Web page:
From the March 2000 issue of World Press Review (VOL. 47, No. 03)


Mbeki vs. M&G

Barry Shelby, World Press Review contributing editor

The accusation that Thabo Mbeki governs with a “back-room presidency” in South Africa has led to a front-room brawl between Nelson Mandela’s successor and Johannesburg’s liberal Mail & Guardian.

With Mandela’s political sainthood seemingly confirmed by all, Mbeki has heard critical hoots nearly as loud as his predecessor’s roaring applause. In fairness, while he has his own political style, he has not altered the country’s direction. But in the views of some people, he can do nothing right.

In a Dec. 10 editorial, the Mail & Guardian lambasted Mbeki’s “centralization of power,” his “disdain for Parliament,” and more. “There was his refusal to meet the Dalai Lama, arguably the second-most important spiritual leader in the world after the Pope, saying that he was ‘too busy.’ ”

A week later (Dec. 17), the newspaper gave Mbeki, via spokesman Parks Manka-hlana, space to respond. While rebutting criticism of his boss, Mankahlana also accused the paper of institutional racism. “Is this [attitude] related to the fact that the newsroom of the M&G has grown whiter since 1994?” he asked. “A pattern of inconsistency, prejudice, and innuendo against the new democratic order has taken shape at the M&G. A random survey of the M&G editions will show that only one of all their stories [is] contributed by a black journalist.” The paper replied that it now has more black employees, at all levels, than in 1994.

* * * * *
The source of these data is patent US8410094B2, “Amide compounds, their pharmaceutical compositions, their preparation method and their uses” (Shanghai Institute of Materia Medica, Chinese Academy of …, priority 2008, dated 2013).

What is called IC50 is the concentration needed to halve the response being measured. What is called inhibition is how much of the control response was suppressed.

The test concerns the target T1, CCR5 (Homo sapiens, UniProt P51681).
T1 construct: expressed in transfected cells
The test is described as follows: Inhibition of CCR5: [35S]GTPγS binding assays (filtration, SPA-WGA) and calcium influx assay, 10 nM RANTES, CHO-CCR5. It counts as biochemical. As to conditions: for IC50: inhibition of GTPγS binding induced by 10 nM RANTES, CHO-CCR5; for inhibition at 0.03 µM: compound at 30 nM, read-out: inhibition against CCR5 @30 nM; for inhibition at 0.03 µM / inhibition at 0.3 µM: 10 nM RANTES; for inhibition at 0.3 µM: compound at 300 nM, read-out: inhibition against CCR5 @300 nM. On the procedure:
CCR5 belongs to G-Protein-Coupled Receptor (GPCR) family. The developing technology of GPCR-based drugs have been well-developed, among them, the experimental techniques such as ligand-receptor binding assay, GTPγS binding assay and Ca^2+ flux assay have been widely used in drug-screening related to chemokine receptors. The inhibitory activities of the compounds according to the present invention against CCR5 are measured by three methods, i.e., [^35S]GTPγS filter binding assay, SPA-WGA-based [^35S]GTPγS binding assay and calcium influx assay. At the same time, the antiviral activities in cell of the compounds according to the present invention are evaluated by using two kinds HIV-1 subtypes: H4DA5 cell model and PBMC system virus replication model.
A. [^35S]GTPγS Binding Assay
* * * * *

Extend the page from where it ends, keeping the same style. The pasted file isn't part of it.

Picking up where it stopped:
On Jan. 7, Ebrahim Harvey argued that Mankahlana’s column showed “a dangerous display of defensive arrogance….That the presidency is not beyond reproach is too obvious a point to make, but the trenchantly defensive reply makes it necessary.”

“The irony,” he added, “is that the editorial does not at all deal with more serious problems which the presidency needs to address, such as the failure of current eradicate or even alleviate mass poverty and employment,...which is going to infinitely bigger threat to this government than this paper could ever be.”

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